Moments in the life of a Pastor

Walking with God

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12 Revolutionizing your Relationships – Part 3

Colossians 3:12-17

12 Since God chose you to be the holy people he loves, you must clothe yourselves with tenderhearted mercy, kindness, humility, gentleness, and patience. 13 Make allowance for each other’s faults, and forgive anyone who offends you. Remember, the Lord forgave you, so you must forgive others. 14 Above all, clothe yourselves with love, which binds us all together in perfect harmony. 15 And let the peace that comes from Christ rule in your hearts. For as members of one body you are called to live in peace. And always be thankful.

So far we have seen that we are not only called to live out our new position but we are called to put on Christ’s provision for the new life. After putting on Christ’s clothes of tenderhearted mercy and kindness next we are called to clothe ourselves with

c. Humility

Humility kindles kindness, enabling it to flow freely, because it allows us to accept people as they are. We are all made in the same mold, only some are moldier than others. Humility does not come naturally to humanity, it comes when we gaze into the greatness of God and see His grace. Pride is put in its place when we realize that we become who we are only by His grace. Humility is the antidote to self-love and the pride that poisons our relationships. Pride leads to power struggles and the need to be right. Pride hurts our relationships and leads to hate, where humility lends a helping hand. Where pride ruins relationship, humility restores and rejuvenates. Today the message that has molded our culture is that we should love self, is it any wonder that we have become a selfish self-serving society instead of a servant driven one? Humility is not putting yourself down it is lifting others up. Next is the garment of:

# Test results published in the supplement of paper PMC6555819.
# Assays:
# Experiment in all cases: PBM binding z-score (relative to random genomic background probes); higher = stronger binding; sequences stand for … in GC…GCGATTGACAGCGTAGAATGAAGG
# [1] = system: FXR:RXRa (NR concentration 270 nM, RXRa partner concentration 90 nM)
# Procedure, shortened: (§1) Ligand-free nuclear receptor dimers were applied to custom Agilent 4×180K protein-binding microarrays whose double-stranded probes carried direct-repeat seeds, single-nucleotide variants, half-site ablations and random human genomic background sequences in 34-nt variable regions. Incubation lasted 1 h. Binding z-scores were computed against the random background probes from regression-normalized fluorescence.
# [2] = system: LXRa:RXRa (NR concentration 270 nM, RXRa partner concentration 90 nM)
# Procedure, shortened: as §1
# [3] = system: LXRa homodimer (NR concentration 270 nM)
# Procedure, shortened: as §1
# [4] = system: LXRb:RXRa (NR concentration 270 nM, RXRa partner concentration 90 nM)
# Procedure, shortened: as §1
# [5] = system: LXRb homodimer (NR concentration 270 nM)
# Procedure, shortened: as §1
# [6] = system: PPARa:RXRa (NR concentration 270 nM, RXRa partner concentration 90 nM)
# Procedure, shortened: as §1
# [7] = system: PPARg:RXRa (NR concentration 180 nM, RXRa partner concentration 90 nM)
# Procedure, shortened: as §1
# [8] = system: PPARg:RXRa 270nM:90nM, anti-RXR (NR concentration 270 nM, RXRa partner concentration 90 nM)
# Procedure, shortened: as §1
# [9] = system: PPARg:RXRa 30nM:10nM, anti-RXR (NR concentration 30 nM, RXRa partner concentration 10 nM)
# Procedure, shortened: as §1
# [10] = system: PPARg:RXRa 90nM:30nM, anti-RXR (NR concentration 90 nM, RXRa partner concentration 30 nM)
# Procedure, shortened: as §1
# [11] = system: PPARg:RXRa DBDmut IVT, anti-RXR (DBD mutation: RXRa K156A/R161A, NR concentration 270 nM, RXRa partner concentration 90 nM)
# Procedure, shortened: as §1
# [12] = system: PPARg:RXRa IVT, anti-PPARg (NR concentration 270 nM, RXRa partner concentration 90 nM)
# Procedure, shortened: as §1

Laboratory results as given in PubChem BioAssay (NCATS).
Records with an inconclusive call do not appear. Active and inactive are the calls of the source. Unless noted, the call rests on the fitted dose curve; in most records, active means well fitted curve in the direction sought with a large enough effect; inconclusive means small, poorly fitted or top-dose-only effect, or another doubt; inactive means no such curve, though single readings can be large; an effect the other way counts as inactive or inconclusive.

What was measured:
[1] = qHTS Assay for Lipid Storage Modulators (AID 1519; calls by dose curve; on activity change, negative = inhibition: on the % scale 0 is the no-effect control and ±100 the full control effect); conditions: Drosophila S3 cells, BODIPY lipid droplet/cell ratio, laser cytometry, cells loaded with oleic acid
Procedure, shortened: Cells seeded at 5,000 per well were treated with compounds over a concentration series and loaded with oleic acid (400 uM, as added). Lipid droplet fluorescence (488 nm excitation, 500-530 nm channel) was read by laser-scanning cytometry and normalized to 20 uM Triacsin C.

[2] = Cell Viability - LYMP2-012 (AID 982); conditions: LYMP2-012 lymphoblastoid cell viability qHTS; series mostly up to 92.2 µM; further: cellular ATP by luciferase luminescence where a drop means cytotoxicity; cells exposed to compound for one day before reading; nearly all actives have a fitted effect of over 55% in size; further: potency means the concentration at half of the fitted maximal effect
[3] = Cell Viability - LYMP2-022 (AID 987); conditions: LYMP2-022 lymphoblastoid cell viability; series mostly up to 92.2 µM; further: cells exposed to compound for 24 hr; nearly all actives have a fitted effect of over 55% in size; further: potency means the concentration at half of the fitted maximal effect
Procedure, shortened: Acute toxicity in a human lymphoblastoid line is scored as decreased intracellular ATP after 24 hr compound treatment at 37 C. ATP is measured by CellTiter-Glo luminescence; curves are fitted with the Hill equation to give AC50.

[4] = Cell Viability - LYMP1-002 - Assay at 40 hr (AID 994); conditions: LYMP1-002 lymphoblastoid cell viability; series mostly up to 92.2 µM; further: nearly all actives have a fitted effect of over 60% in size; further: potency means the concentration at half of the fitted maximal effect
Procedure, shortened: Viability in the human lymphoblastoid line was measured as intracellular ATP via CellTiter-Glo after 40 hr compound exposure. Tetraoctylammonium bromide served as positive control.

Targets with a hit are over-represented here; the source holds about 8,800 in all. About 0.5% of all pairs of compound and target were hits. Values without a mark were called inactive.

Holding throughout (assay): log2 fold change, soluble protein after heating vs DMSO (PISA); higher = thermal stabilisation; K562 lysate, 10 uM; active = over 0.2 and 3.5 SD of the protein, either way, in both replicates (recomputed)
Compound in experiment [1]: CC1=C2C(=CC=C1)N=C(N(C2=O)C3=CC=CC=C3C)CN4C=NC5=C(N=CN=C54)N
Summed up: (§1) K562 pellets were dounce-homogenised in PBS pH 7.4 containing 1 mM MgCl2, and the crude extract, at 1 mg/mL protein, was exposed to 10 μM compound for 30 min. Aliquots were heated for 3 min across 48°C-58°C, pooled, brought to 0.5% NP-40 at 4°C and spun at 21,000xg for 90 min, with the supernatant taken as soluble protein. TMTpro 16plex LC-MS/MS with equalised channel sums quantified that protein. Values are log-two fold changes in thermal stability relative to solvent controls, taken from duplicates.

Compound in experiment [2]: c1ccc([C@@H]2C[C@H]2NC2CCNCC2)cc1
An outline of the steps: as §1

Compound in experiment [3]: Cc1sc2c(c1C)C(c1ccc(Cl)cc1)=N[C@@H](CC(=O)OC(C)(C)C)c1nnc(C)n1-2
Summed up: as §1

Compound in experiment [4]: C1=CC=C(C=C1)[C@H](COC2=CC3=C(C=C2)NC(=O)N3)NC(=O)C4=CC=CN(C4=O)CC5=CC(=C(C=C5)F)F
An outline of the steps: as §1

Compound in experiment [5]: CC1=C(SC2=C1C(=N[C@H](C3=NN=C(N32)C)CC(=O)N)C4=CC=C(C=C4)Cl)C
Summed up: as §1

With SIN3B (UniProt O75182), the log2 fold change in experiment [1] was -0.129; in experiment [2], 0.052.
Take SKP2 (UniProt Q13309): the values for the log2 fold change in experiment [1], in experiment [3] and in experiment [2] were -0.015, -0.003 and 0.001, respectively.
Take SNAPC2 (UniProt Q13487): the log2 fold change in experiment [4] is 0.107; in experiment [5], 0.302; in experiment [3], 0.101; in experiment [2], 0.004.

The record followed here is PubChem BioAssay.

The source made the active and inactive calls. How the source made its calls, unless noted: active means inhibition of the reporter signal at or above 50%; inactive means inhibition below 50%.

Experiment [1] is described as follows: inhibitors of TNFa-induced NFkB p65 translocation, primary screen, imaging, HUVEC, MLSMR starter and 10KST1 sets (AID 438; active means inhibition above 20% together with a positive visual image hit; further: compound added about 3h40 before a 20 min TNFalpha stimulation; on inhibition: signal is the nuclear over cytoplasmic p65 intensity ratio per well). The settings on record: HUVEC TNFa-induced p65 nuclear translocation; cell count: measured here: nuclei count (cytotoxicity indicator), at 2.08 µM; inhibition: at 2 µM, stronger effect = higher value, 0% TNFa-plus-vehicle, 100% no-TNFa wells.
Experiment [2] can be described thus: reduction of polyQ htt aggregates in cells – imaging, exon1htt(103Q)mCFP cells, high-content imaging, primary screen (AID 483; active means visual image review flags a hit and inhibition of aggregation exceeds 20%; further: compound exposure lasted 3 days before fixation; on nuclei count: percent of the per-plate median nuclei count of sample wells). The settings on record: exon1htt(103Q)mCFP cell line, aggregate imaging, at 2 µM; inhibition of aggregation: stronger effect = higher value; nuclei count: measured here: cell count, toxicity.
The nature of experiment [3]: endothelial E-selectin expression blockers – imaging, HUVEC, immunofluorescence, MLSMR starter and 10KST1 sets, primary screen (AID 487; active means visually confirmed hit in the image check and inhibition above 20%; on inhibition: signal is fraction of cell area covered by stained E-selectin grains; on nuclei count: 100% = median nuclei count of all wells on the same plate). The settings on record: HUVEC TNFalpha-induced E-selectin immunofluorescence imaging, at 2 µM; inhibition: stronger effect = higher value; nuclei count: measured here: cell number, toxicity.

d. Gentleness

Unfortunately our society sees gentleness as weakness, but gentleness is not weakness, it is power under control. It is the picture of a horse that has been trained and can be ridden. It is real strength, but it does not have to display itself or show off how strong it is. Gentleness is the garment of the God-controlled person. When you put on gentleness others can take off their self-defensive armor, wariness, and fearfulness, and can put on trust. Today because we have tossed the garment of gentleness into the garbage can we have gone from a giving society to a guarded one. How do we regain gentleness, by placing ourselves and our situations under God’s will, for when we do we will not need to control others. What happens when a nation gives up on gentleness, they go from being a blessing to being a brat. Instead of serving they become self-absorbed but it doesn’t end there, brats always become bullies. Bullies have one goal to get their way and as a result gentleness is replaced with getting. Next we are called to put on: